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Much Room in Politics for Women, Youth: Analyst

  • Men Kimseng
  • VOA Khmer

Ou Virak, head of the Cambodian Center for Human Rights, on "Hello VOA".

Ou Virak, head of the Cambodian Center for Human Rights, on "Hello VOA".

Women and youth still have only minor roles in Cambodian politics, which remains dominated by men, a prominent rights activist said Monday.

However, there are two new emerging forces that will prove to be powerful political forces, said Ou Virak, head of the Cambodian Center for Human Rights, as a returning guest on “Hello VOA.”

A huge percentage of young people remain disengaged from politics. Many don’t know who their local commune leaders are. And few are actively involved in upcoming election campaigns.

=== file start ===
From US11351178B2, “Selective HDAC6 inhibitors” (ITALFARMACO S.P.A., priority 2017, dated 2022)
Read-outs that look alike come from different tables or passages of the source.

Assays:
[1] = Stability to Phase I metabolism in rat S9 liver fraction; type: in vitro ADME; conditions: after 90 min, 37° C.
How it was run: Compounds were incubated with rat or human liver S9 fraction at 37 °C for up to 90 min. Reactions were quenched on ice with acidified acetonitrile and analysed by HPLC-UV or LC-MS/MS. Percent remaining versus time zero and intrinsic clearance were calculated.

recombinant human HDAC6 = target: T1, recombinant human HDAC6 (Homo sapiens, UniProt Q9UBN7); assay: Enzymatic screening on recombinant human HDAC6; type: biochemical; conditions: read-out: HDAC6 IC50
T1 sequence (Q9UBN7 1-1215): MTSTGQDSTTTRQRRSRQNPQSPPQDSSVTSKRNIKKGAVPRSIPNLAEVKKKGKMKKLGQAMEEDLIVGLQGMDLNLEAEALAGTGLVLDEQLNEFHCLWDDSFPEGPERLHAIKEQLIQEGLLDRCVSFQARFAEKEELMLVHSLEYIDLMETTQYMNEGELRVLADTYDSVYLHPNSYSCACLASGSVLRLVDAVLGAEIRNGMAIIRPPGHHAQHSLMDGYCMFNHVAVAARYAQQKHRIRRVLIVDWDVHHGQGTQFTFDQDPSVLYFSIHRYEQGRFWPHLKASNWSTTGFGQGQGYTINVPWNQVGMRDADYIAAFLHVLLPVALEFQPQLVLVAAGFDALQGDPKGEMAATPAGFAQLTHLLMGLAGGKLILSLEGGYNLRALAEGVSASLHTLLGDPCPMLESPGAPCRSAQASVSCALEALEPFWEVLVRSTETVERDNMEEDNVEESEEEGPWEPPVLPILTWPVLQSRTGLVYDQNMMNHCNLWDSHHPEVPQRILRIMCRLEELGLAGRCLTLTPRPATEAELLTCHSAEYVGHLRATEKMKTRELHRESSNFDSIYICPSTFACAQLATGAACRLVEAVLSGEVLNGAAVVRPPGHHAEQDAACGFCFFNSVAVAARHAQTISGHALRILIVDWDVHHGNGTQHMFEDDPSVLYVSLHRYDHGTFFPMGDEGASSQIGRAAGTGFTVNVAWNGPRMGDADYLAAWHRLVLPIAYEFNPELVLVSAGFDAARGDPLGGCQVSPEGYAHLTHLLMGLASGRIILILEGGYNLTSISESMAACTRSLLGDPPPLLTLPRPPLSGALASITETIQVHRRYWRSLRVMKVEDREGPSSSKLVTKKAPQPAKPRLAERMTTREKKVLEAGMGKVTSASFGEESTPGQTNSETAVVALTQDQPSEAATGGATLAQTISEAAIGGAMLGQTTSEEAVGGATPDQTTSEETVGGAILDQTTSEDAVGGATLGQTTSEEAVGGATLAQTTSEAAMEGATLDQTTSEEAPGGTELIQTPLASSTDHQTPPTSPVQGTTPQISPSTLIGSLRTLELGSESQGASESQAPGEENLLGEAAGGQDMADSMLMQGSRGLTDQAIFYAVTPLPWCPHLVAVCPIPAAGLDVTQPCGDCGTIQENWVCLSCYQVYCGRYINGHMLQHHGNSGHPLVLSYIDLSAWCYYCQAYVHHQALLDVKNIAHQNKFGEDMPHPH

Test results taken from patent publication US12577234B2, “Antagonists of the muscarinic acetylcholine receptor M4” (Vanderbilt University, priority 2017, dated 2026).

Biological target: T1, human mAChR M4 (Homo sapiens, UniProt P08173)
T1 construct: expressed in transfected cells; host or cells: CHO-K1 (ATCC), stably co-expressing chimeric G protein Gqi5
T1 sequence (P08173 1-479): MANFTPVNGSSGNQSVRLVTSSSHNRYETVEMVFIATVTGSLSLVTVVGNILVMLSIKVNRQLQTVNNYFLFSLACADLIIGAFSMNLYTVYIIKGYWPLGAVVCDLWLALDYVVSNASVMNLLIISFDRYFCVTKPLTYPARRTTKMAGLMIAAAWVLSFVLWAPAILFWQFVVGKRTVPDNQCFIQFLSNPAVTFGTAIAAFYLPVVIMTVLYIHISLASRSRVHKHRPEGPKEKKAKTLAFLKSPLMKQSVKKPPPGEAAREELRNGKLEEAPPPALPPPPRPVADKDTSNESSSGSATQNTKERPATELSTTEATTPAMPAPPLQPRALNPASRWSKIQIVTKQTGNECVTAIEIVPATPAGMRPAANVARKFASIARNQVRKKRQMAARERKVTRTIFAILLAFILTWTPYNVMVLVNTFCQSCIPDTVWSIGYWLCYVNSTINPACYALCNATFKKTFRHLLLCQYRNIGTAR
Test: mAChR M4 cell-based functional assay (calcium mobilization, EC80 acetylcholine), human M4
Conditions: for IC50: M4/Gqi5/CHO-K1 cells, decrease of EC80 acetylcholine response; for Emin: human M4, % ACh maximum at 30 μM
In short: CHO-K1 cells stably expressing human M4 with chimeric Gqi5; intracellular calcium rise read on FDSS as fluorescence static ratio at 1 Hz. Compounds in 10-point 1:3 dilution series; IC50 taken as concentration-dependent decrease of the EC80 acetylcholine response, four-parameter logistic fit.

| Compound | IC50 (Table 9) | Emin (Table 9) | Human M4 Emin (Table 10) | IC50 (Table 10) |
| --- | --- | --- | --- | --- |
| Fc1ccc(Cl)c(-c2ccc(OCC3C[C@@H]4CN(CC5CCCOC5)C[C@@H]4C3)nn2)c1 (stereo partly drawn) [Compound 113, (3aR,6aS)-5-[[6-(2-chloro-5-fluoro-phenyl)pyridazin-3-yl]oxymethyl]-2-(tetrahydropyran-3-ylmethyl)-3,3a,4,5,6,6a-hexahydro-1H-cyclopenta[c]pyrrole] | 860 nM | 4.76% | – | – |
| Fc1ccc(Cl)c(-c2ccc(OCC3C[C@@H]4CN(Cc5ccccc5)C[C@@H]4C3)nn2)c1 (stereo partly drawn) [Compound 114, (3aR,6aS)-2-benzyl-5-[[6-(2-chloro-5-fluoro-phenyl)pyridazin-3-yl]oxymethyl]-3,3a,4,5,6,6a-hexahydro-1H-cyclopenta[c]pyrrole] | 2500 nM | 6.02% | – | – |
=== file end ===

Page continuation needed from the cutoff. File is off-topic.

“If the youth don’t know what their commune councilors are doing, [they feel] there is no point for them to vote,” Ou Virak said. “The youth tend to feel that they would rather leave political issues for others to handle.”

That’s especially true in Cambodia, where politics is associated with corruption and violence, he said.

Nevertheless, “people should not shy away from politics,” he said. “If they want to change their community, they have to get involved in politics.”

Those who tend to get involved, though, are men over the age of 30, he said. But youth who have international experiences and middle-level businessmen have the potential to become a greater political force.

“These two forces together will push for change in Cambodian politics in this decade,” he said.

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